Heisman campaigns revolve around magic moments and gaudy stats. Through two games, it appears Trace McSorley will need a lot of the former, because Penn State might not need so much of the latter.

Coming into the season, I thought PSU’s senior quarterback might be in line for a season analogous to Johnny Manziel’s 2012 Heisman effort. Manziel passed for 3,706 yards and ran for 1,410 — ridiculous totals for any quarterback, let alone a freshman playing in the SEC.

So far in this season, McSorley is on pace for 2,250 passing yards and 534 on the ground during the 12-game regular schedule. The passing pace, plagued to drop balls in victories over App State and Pitt, should pick up. After all, he’s topped 3,500 yards each of the past two seasons. But it doesn’t appear the Lions will have the desire or the need to have McSorley run 15-plus times per game, as Manziel did in 2012 when he average 7.0 yards per carry and scored 21 rushing touchdowns.

McSorley, in fact, didn’t take off on a designed or improvised run a single time in the first half of Saturday night’s 51-6 trouncing of Pitt. He finished with 5 attempts for 36 yards. Through two games, he’s averaging 5.2 yards per carry and is just off of Manziel’s ground-based scoring pace.

McSorley has never rushed for 100 yards in a game, topping out at 81 on 18 carries two years ago against Maryland. In 2012, Manziel had seven 100-yard rushing games, topping out with 229 in a 41-13 Cotton Bowl victory against Oklahoma. Texas A&M finished 11-2 and No. 5 in the AP poll.

The two quarterbacks are similar in size and style, in their flair for the dramatic, coolness under pressure, instinctual play, field vision and find-a-way-to-win moxie.

The difference (other than the obvious off-the-field dichotomy) seems more about the programs than the players.

With Miles Sanders hitting his stride, Penn State doesn’t need McSorley to lead the team in rushing or take on the risk of 15-20 carries a game. And if Saturday’s second-half defense isn’t a total mirage, the Lions won’t need to employ quite so much of the pedal-to-the-metal attack that’s been so fun yet nerve-wracking to watch over the past two seasons.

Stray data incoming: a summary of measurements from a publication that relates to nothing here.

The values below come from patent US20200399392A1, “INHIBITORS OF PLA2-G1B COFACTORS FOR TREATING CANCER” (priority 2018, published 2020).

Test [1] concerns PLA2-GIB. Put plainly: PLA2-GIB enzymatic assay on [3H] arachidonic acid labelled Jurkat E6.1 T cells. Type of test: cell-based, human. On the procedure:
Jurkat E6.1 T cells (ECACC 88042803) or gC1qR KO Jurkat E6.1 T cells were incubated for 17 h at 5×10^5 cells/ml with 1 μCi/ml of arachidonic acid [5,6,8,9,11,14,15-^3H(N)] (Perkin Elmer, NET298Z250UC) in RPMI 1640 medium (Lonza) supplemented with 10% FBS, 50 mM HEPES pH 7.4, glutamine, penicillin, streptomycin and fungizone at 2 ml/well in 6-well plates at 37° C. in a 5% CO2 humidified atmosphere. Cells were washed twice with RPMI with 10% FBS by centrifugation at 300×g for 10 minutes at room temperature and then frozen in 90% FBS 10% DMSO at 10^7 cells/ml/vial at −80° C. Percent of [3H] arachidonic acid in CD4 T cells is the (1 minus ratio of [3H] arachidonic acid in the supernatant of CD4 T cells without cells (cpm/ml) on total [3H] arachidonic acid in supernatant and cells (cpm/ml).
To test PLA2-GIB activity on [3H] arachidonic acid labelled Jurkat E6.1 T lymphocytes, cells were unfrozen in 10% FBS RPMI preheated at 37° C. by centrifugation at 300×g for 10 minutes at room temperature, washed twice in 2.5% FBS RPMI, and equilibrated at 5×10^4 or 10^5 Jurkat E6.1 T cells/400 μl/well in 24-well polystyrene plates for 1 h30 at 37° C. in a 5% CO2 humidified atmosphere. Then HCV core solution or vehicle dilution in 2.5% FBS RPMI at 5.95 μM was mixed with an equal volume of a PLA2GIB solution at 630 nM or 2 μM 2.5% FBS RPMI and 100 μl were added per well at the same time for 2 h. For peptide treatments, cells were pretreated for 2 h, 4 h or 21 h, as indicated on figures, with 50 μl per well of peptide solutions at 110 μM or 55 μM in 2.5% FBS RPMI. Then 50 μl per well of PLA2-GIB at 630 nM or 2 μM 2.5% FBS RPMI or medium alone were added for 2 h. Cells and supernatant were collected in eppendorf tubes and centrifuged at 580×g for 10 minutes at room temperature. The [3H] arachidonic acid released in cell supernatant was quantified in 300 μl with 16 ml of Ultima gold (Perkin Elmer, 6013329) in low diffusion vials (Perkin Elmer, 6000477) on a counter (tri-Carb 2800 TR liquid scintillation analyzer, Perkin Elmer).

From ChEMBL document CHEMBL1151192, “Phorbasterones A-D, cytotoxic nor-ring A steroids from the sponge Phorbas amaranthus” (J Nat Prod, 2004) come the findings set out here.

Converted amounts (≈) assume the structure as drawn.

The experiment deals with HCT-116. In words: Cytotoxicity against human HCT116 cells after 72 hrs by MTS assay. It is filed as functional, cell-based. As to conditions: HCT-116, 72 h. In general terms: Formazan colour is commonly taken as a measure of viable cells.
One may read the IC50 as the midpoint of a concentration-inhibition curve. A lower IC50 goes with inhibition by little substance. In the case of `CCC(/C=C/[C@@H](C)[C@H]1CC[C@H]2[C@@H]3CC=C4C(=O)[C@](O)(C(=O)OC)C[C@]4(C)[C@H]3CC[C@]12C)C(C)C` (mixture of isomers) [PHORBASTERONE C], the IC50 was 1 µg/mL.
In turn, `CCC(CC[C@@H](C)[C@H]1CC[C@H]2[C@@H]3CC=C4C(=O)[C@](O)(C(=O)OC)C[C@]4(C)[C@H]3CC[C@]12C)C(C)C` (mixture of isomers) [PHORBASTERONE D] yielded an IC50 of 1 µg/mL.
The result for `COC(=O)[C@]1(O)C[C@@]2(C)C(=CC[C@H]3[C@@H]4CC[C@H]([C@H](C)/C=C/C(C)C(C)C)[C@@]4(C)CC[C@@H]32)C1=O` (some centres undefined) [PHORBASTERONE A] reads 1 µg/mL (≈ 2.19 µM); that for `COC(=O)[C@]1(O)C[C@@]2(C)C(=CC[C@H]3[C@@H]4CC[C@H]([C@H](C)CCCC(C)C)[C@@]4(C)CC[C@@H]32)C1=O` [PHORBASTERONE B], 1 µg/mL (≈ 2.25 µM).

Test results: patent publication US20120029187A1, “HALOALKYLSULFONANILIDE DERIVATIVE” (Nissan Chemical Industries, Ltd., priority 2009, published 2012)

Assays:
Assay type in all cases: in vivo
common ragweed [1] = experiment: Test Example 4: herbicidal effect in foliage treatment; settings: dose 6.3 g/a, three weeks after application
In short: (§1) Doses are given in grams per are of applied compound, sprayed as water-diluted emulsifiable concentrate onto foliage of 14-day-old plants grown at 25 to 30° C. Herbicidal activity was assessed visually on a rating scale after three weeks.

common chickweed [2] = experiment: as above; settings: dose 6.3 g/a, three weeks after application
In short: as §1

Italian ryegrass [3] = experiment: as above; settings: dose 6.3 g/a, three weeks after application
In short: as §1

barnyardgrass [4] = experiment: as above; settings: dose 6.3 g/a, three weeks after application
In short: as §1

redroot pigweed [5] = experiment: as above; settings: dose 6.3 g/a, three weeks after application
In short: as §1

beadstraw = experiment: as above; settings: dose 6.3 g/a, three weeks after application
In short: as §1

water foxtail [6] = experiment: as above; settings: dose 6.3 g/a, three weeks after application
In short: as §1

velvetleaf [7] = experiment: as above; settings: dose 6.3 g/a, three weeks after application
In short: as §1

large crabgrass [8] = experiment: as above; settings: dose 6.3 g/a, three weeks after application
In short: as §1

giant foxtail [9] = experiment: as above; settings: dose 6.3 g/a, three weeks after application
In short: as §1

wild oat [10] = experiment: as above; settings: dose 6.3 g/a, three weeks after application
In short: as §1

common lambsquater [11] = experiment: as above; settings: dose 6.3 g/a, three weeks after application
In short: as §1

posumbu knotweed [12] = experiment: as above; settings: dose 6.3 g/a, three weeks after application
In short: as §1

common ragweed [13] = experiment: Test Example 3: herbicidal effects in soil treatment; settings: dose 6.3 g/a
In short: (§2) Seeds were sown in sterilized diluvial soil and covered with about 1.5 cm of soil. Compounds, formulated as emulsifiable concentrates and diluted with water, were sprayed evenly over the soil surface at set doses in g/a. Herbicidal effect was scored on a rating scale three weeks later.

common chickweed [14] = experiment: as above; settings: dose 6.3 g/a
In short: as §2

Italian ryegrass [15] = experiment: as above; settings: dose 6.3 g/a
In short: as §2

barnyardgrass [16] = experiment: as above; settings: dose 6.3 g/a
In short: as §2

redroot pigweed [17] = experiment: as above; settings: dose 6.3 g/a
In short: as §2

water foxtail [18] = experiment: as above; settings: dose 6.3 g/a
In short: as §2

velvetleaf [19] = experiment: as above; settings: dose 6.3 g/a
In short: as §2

If McSorley can’t match Johnny Football in volume, he certainly can in quality. We’ve seen it numerous times over the past two years, and already this year — the game-extending fourth-and-2 conversion against App State followed by the tying TD pass.

The 6-foot, 201-pound point man of PSU’s spread attack boasts these key stats through two games: zero turnovers, 3 TD passes, 3 TD runs, 2 wins, 1 giant bear hug of backup QB Sean Clifford after he completed his first college pass for a mop-up touchdown. I am a Penn Stater and thus biased, but I can’t remember seeing the 23-year-old McSorley have so much as a bad moment. He’s been a classy, fun-loving, team-first, authentic guy throughout his time in Happy Valley.

He may have little left to prove to Nittany Nation, but Heisman analysts and voters are another matter. McSorley’s odds improved after Game 1 but probably will get worse this week. It’s a fickle, up-and-down beauty contest played out as the season progresses.

He started the season as a serious candidate but not the favorite. Without extremely gaudy numbers, his hopes rest with finding a way to get his underdog team to the Playoff after two seasons of near misses. If he pulls that off, there will be enough magical moments to make one heck of a hype video.

That’s his route to victory, and I don’t think he’d want it any other way.